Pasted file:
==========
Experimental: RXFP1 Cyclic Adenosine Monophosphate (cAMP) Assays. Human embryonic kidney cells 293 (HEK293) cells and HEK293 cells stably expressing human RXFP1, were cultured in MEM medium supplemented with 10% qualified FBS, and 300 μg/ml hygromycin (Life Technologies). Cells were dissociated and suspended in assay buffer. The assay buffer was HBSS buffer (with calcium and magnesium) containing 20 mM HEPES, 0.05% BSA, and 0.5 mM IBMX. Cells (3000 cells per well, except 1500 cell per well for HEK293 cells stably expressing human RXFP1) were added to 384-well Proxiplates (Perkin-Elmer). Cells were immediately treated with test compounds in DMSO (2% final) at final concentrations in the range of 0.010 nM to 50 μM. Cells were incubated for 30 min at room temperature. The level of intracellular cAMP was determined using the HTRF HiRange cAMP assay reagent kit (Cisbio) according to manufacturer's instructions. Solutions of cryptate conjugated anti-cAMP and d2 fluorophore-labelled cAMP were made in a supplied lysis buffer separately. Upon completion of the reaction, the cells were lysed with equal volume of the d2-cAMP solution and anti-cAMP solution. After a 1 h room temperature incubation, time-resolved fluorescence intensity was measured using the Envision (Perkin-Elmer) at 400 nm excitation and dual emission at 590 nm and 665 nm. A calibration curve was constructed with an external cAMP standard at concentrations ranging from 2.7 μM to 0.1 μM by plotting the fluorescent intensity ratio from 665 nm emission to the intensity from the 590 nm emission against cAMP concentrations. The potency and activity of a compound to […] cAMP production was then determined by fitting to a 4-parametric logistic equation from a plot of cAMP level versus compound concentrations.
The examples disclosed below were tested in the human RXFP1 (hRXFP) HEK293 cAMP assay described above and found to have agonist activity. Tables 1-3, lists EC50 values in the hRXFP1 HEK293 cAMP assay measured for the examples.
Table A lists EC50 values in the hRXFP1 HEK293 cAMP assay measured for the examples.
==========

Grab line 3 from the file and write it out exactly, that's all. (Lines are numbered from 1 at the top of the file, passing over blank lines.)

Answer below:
Table A lists EC50 values in the hRXFP1 HEK293 cAMP assay measured for the examples.